You may know you can recycle running shoes after you’ve trained hard and run a race in them, but did you know you can recycle the race bib you wore in the competition, too? Cliff Bar, the makers of some of my family’s favorite snacks (like their MoJo bars), sent me these tips on recycling all sorts of sports gear. I thought I’d pass them along.


Running Shoes. Ask your local running store if they offer a recycling program where well-worn shoes will be broken down for component materials and turned into useful things like high school track and playing field surfaces. If they don’t, visit to find a drop-off location near you.  Shoes that still have life left can be donated (often through your local running store) to organizations like Soles4Souls (


Climbing Rope. For safety reasons, climbing rope that’s past its useful life should never be reused for any critical purpose. Check with your local retailer or the rope manufacturer to see if they offer recycling, where the nylon in the rope will be separated and turned into nylon nuggets to create hundreds of household items. Otherwise, your old climbing rope can be used for all sorts of household and craft uses, from tying up tree limbs in the backyard, to making a doormat or dog leash. Visit for just a few ideas.


Bicycle Innertubes. Innertubes aren’t recyclable in the traditional way, but the internet is teeming with useful up-cycle and re-use ideas for this vulnerable piece of equipment. Check out for hundreds of projects involving old inner tubes.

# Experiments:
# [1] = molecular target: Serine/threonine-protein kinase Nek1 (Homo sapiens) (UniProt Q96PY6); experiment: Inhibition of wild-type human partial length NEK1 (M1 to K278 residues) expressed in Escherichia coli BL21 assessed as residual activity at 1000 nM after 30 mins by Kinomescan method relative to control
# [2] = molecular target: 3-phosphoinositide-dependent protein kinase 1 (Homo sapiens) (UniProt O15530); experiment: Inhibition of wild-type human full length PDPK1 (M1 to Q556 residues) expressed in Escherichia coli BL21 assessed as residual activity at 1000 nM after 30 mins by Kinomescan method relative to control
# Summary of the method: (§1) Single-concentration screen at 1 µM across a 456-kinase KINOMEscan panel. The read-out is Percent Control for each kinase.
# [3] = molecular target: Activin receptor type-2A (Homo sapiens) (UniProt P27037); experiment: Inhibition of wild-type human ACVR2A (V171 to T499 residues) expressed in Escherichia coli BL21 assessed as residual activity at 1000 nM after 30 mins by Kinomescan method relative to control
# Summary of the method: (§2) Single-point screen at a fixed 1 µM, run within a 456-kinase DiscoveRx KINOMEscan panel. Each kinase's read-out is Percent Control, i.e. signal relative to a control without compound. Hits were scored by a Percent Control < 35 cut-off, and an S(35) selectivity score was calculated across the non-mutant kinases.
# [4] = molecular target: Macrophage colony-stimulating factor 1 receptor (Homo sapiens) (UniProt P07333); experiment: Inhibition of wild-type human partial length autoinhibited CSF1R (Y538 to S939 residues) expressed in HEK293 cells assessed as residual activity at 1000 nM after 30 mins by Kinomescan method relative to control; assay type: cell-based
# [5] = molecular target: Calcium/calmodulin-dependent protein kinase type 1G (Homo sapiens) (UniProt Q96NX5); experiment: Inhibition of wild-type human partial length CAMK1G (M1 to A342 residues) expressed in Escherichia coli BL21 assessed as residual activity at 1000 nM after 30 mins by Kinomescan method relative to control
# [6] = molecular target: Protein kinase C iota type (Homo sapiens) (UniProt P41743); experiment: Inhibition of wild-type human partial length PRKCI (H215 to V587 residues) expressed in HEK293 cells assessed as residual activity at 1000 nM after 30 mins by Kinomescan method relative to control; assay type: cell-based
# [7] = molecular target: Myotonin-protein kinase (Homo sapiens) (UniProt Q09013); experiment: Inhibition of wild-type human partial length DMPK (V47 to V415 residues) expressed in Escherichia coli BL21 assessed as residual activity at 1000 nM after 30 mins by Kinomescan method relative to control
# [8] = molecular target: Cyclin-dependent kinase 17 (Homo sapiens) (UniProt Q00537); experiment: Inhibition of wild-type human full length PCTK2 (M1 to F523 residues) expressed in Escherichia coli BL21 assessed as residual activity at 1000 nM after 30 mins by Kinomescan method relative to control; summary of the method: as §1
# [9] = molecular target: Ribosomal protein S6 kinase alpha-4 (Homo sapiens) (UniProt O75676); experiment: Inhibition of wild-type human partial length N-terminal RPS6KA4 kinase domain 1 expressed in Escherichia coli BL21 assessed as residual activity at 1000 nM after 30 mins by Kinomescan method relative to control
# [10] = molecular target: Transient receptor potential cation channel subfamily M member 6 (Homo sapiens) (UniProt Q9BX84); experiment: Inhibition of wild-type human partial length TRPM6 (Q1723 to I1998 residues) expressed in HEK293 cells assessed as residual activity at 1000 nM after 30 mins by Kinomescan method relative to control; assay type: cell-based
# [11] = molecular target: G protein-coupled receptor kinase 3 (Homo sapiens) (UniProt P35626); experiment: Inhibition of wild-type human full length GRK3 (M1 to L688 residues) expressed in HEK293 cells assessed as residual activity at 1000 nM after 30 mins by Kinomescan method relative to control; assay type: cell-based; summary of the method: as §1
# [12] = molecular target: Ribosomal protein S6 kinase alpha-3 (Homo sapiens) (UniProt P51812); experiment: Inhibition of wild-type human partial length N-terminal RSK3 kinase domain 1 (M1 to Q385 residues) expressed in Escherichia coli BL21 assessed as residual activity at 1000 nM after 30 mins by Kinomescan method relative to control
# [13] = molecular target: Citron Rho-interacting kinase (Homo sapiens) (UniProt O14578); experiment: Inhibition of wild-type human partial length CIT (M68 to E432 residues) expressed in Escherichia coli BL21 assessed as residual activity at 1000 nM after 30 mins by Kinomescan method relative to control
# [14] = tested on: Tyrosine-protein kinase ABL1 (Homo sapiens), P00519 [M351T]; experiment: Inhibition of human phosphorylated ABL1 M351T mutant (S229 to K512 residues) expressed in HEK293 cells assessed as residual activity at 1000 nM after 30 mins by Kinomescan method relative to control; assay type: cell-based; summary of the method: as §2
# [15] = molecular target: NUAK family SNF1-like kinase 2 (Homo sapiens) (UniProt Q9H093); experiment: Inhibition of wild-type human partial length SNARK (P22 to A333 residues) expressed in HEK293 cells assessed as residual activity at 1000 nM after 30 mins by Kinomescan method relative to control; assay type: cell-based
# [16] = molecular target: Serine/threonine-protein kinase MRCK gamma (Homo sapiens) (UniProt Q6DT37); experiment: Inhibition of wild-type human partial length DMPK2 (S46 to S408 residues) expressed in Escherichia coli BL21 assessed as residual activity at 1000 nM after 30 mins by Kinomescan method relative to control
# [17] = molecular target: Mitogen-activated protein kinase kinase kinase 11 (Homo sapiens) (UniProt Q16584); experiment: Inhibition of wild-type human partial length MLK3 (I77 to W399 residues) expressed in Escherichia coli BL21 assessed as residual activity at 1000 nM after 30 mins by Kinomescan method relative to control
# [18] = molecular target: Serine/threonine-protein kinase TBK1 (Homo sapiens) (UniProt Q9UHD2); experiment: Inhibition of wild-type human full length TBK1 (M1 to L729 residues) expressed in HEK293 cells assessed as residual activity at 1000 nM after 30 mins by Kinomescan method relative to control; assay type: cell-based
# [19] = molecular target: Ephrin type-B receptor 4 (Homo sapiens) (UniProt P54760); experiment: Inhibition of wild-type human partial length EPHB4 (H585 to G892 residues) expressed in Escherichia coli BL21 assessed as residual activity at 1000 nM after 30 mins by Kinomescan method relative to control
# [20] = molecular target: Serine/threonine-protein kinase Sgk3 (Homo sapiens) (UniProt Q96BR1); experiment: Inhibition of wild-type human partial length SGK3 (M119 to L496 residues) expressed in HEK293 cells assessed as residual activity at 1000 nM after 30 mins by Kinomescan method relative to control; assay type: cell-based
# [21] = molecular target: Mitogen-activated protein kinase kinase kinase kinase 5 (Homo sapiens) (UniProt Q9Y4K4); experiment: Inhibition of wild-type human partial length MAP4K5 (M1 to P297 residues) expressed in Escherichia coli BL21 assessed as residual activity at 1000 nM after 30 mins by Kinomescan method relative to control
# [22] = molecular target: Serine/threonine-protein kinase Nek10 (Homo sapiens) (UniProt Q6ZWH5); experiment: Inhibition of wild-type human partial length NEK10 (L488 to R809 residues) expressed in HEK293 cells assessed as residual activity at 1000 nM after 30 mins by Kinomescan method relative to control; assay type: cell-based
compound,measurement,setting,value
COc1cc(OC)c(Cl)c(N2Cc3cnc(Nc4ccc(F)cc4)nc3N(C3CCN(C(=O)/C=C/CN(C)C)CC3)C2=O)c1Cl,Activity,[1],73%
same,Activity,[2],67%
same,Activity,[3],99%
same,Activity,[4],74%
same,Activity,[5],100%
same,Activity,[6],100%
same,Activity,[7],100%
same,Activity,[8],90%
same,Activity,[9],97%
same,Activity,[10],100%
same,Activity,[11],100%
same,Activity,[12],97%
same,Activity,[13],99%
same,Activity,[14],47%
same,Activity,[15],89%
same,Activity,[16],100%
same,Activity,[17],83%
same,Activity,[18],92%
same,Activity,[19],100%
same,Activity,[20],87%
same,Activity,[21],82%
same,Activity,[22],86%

Race Bibs. Race bibs are made of Tyvek, which makes them able to withstand a long, hard day on the race course, but also tough to recycle. More and more, races are offering bib, D-tag and space blanket recycling at the finish line. If your race doesn’t offer this, or you just can’t part with yours, their durability and water resistance means they are ideal for any number of souvenir craft projects, from drink coasters to tote bags.


CLIF BAR Wrappers. To keep wrappers out of landfills, CLIF BAR partnered with Terracycle in 2008 to allow consumers to send in used wrappers, which are then made into everything from bike pouches to lunch sacks—and CLIF BAR makes a two-cent donation per wrapper to the school or charity of the sender’s choice. If you’d like to hear more about CLIF BAR’s many recycling, waste reduction and sustainability efforts, please drop me a line!


Do you have other tips for recycling sports gear?

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